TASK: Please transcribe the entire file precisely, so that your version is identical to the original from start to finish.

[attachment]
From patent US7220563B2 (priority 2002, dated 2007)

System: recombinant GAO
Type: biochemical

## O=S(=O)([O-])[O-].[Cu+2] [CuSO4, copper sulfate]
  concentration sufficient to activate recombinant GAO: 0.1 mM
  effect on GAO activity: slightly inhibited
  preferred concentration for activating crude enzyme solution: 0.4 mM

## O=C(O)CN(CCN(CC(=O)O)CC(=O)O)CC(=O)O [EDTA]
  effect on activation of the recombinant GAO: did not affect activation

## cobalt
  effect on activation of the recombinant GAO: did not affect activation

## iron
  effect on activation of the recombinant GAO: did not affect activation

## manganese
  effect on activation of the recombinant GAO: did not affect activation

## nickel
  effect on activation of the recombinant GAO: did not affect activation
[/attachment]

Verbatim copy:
From patent US7220563B2 (priority 2002, dated 2007)

System: recombinant GAO
Type: biochemical

## O=S(=O)([O-])[O-].[Cu+2] [CuSO4, copper sulfate]
  concentration sufficient to activate recombinant GAO: 0.1 mM
  effect on GAO activity: slightly inhibited
  preferred concentration for activating crude enzyme solution: 0.4 mM

## O=C(O)CN(CCN(CC(=O)O)CC(=O)O)CC(=O)O [EDTA]
  effect on activation of the recombinant GAO: did not affect activation

## cobalt
  effect on activation of the recombinant GAO: did not affect activation

## iron
  effect on activation of the recombinant GAO: did not affect activation

## manganese
  effect on activation of the recombinant GAO: did not affect activation

## nickel
  effect on activation of the recombinant GAO: did not affect activation